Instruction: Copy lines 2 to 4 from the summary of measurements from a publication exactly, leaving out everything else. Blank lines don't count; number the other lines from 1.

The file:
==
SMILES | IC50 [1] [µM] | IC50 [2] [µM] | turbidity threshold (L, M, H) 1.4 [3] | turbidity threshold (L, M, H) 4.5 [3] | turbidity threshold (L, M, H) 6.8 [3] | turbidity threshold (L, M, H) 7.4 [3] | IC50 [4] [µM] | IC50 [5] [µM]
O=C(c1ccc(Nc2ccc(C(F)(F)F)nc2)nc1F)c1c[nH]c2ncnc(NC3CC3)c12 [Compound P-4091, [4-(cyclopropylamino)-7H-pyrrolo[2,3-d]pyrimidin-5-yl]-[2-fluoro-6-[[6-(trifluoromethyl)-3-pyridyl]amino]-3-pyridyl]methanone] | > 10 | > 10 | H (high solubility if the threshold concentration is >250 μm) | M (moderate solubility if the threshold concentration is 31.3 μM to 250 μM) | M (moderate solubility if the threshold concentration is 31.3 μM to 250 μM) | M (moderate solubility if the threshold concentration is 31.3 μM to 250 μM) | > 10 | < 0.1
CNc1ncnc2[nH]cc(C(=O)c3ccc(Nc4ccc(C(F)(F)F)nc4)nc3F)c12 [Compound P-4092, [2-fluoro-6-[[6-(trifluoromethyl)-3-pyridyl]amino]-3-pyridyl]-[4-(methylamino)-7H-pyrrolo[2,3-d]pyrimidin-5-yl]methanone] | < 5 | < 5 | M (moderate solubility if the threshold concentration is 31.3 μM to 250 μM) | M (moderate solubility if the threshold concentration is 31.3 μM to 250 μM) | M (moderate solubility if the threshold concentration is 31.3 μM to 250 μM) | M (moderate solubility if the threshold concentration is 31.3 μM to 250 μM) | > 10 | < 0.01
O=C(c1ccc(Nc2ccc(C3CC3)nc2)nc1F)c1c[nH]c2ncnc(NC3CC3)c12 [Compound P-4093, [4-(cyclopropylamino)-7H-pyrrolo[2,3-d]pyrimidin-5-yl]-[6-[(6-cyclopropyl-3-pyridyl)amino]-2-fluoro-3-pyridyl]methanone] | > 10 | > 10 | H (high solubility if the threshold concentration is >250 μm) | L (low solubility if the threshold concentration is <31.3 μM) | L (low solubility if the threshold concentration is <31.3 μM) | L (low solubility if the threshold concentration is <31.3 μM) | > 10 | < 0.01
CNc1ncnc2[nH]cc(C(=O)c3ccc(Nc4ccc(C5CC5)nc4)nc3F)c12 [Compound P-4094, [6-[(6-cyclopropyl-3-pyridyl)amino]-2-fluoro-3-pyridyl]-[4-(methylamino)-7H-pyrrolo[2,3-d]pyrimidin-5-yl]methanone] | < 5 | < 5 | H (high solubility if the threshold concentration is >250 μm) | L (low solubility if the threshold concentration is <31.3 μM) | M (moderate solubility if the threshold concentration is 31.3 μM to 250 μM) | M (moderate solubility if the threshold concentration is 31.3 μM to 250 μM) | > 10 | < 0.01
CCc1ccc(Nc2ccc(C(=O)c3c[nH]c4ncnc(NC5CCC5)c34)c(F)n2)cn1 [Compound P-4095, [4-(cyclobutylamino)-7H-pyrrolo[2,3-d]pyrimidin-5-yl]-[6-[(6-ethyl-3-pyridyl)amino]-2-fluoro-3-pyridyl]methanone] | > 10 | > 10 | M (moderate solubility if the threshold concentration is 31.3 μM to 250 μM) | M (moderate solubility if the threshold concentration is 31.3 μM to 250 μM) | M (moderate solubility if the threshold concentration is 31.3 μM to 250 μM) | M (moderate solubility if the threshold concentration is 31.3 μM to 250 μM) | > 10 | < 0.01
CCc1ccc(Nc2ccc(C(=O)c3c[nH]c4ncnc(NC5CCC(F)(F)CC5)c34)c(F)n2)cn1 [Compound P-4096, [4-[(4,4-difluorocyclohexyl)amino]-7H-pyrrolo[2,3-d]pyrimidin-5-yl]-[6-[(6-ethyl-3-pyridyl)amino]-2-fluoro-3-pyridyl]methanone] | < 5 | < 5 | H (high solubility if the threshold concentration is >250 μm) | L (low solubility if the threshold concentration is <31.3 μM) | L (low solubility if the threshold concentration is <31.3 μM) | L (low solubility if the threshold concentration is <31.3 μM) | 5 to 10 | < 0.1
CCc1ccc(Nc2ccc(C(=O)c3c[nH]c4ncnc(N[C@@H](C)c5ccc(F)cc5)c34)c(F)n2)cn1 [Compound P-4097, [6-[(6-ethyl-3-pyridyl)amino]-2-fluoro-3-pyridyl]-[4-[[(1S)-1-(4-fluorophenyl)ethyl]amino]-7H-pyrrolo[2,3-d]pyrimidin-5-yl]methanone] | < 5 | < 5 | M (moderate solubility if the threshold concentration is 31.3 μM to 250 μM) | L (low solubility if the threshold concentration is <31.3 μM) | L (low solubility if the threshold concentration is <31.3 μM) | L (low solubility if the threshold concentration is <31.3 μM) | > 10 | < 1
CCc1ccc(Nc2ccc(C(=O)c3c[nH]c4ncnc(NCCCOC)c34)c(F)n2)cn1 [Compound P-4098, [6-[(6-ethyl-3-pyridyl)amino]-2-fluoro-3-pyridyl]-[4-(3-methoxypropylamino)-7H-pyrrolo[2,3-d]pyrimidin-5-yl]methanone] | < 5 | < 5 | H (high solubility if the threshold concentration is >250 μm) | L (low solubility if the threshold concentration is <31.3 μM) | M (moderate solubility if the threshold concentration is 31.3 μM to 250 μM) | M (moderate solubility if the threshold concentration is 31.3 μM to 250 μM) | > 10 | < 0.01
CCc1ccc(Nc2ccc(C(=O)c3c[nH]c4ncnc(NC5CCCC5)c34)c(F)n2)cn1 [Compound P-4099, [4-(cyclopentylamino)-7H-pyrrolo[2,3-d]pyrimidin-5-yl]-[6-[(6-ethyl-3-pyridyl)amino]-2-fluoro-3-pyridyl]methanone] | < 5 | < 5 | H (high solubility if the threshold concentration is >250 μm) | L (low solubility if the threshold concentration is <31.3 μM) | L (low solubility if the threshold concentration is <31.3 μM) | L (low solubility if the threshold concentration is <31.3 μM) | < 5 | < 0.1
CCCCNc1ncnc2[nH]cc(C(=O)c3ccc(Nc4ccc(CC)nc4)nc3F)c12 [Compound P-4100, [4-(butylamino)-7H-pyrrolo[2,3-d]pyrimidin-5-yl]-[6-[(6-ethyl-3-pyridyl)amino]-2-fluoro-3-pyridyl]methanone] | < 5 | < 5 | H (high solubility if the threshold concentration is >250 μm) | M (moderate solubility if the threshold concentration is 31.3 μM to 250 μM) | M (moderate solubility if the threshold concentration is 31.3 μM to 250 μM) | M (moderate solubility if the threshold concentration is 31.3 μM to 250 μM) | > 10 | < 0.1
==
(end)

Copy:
O=C(c1ccc(Nc2ccc(C(F)(F)F)nc2)nc1F)c1c[nH]c2ncnc(NC3CC3)c12 [Compound P-4091, [4-(cyclopropylamino)-7H-pyrrolo[2,3-d]pyrimidin-5-yl]-[2-fluoro-6-[[6-(trifluoromethyl)-3-pyridyl]amino]-3-pyridyl]methanone] | > 10 | > 10 | H (high solubility if the threshold concentration is >250 μm) | M (moderate solubility if the threshold concentration is 31.3 μM to 250 μM) | M (moderate solubility if the threshold concentration is 31.3 μM to 250 μM) | M (moderate solubility if the threshold concentration is 31.3 μM to 250 μM) | > 10 | < 0.1
CNc1ncnc2[nH]cc(C(=O)c3ccc(Nc4ccc(C(F)(F)F)nc4)nc3F)c12 [Compound P-4092, [2-fluoro-6-[[6-(trifluoromethyl)-3-pyridyl]amino]-3-pyridyl]-[4-(methylamino)-7H-pyrrolo[2,3-d]pyrimidin-5-yl]methanone] | < 5 | < 5 | M (moderate solubility if the threshold concentration is 31.3 μM to 250 μM) | M (moderate solubility if the threshold concentration is 31.3 μM to 250 μM) | M (moderate solubility if the threshold concentration is 31.3 μM to 250 μM) | M (moderate solubility if the threshold concentration is 31.3 μM to 250 μM) | > 10 | < 0.01
O=C(c1ccc(Nc2ccc(C3CC3)nc2)nc1F)c1c[nH]c2ncnc(NC3CC3)c12 [Compound P-4093, [4-(cyclopropylamino)-7H-pyrrolo[2,3-d]pyrimidin-5-yl]-[6-[(6-cyclopropyl-3-pyridyl)amino]-2-fluoro-3-pyridyl]methanone] | > 10 | > 10 | H (high solubility if the threshold concentration is >250 μm) | L (low solubility if the threshold concentration is <31.3 μM) | L (low solubility if the threshold concentration is <31.3 μM) | L (low solubility if the threshold concentration is <31.3 μM) | > 10 | < 0.01